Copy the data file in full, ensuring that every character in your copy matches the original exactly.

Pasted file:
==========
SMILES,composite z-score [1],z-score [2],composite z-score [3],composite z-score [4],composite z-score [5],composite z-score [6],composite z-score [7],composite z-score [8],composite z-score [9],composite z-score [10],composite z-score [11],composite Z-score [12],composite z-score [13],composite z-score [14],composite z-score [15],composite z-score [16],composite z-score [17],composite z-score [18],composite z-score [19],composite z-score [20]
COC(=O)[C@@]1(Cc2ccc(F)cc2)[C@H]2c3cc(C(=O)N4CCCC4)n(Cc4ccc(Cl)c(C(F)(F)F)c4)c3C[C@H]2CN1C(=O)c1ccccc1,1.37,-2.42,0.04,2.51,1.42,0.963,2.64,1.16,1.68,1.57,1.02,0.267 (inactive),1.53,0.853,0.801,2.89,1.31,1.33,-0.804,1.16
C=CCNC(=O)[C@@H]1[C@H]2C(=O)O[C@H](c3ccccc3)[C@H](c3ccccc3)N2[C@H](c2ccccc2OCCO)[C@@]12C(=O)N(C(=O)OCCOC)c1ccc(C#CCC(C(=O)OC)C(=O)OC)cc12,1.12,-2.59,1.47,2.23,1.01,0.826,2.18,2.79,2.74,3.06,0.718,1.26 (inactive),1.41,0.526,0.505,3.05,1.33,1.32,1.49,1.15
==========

SMILES,composite z-score [1],z-score [2],composite z-score [3],composite z-score [4],composite z-score [5],composite z-score [6],composite z-score [7],composite z-score [8],composite z-score [9],composite z-score [10],composite z-score [11],composite Z-score [12],composite z-score [13],composite z-score [14],composite z-score [15],composite z-score [16],composite z-score [17],composite z-score [18],composite z-score [19],composite z-score [20]
COC(=O)[C@@]1(Cc2ccc(F)cc2)[C@H]2c3cc(C(=O)N4CCCC4)n(Cc4ccc(Cl)c(C(F)(F)F)c4)c3C[C@H]2CN1C(=O)c1ccccc1,1.37,-2.42,0.04,2.51,1.42,0.963,2.64,1.16,1.68,1.57,1.02,0.267 (inactive),1.53,0.853,0.801,2.89,1.31,1.33,-0.804,1.16
C=CCNC(=O)[C@@H]1[C@H]2C(=O)O[C@H](c3ccccc3)[C@H](c3ccccc3)N2[C@H](c2ccccc2OCCO)[C@@]12C(=O)N(C(=O)OCCOC)c1ccc(C#CCC(C(=O)OC)C(=O)OC)cc12,1.12,-2.59,1.47,2.23,1.01,0.826,2.18,2.79,2.74,3.06,0.718,1.26 (inactive),1.41,0.526,0.505,3.05,1.33,1.32,1.49,1.15